Dave Eggers, the literary world’s precocious, card-carrying jack-of-all-trades, has written books, founded nonprofits, published literary journals, and given TED talks. But did you know that he also draws animals in conversation with God? You can see his drawings—many of which will be exhibited for the first time—at the inaugural Art on Paper fair on Manhattan’s Lower East Side from March 6 through 8.
Mr. Eggers’ 50-plus works at the fair will include original animal drawings accompanied by text, which were immortalized in a book published by McSweeney’s and a gallery show in 2010. A 16-by-9-foot print of his piece Untitled, a drawing of a long-eared rabbit underneath the word “Glory,” will also be installed at the fair’s front entrance.
“I honestly can’t remember exactly when it started, but I began drawing bison from photos I’d taken in Alaska and Idaho, and once I’d finished a given drawing, it seemed incomplete without text—and the text that seemed most appropriate usually involved the bison in dialogue with its creator,” Mr. Eggers wrote in a statement for Art on Paper.
The fair will also debut a new series of drawings based on snapshots the author-cum-artist took while traveling the world.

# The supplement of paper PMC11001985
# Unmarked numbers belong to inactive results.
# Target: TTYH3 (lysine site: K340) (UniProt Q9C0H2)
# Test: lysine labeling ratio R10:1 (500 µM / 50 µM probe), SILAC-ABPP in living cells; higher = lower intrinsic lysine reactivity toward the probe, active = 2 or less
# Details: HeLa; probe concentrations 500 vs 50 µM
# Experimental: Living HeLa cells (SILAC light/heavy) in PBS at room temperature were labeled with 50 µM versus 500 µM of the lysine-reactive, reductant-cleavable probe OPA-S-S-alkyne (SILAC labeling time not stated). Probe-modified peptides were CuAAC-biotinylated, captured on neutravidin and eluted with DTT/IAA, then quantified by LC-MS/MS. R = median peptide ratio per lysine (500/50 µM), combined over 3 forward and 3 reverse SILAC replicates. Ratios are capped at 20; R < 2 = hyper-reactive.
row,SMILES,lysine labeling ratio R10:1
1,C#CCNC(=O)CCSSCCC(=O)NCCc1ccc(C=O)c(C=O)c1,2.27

“Nobody has seen these before, ever,” said Noah Lang, owner of Electric Works, the San Francisco gallery that is partnering with Art on Paper to present the project, to the Observer.
The pieces all measure 16-by-22 inches, and they will sell for an average of $1,200 each, according to Mr. Lang. All sale proceeds will go to ScholarMatch, a nonprofit founded by Mr. Eggers that connects donors with students who need help paying for college.
Mr. Eggers might be best known for penning the memorably titled memoir A Heartbreaking Work of Staggering Genius, but it turns out he spent his childhood dreaming of being be a painter. He also worked as an illustrator and designer after college before turning to writing, according to Electric Works’ biography of the artist.
But Mr. Eggers’ recent return to art doesn’t mean he’s ending his nearly one book a year streak of literary productivity. His next project, a collection of travel writing called Visitants, is set for release later this year.
Art on Paper, one of the many fairs taking over New York for Armory Week, is produced by the organizers of the Miami Project. It’s happening at the Pier 36 event space on the East River. Tickets are $25 each for a one-day pass, or $50 for a pass that gets you into the opening night party benefitting the Brooklyn Museum as well as all three days of the fair.